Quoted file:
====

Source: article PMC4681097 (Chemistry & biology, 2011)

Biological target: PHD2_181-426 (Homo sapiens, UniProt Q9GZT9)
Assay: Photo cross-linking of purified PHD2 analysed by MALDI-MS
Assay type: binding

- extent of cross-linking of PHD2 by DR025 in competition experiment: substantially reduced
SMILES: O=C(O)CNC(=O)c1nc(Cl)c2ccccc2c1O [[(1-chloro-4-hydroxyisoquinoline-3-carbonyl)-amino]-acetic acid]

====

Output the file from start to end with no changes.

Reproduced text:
Source: article PMC4681097 (Chemistry & biology, 2011)

Biological target: PHD2_181-426 (Homo sapiens, UniProt Q9GZT9)
Assay: Photo cross-linking of purified PHD2 analysed by MALDI-MS
Assay type: binding

- extent of cross-linking of PHD2 by DR025 in competition experiment: substantially reduced
SMILES: O=C(O)CNC(=O)c1nc(Cl)c2ccccc2c1O [[(1-chloro-4-hydroxyisoquinoline-3-carbonyl)-amino]-acetic acid]